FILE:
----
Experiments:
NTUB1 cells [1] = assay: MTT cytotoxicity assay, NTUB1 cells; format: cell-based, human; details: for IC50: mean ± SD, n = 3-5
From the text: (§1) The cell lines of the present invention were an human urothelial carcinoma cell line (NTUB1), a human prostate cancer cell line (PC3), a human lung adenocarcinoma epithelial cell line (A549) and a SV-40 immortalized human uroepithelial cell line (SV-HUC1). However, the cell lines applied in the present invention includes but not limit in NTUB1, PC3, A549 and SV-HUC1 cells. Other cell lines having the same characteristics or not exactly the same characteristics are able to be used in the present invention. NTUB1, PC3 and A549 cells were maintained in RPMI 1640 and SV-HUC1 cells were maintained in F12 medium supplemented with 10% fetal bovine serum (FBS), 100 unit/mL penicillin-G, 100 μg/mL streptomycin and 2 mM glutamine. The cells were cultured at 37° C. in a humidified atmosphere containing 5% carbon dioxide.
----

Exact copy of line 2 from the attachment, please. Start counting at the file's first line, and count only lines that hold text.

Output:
NTUB1 cells [1] = assay: MTT cytotoxicity assay, NTUB1 cells; format: cell-based, human; details: for IC50: mean ± SD, n = 3-5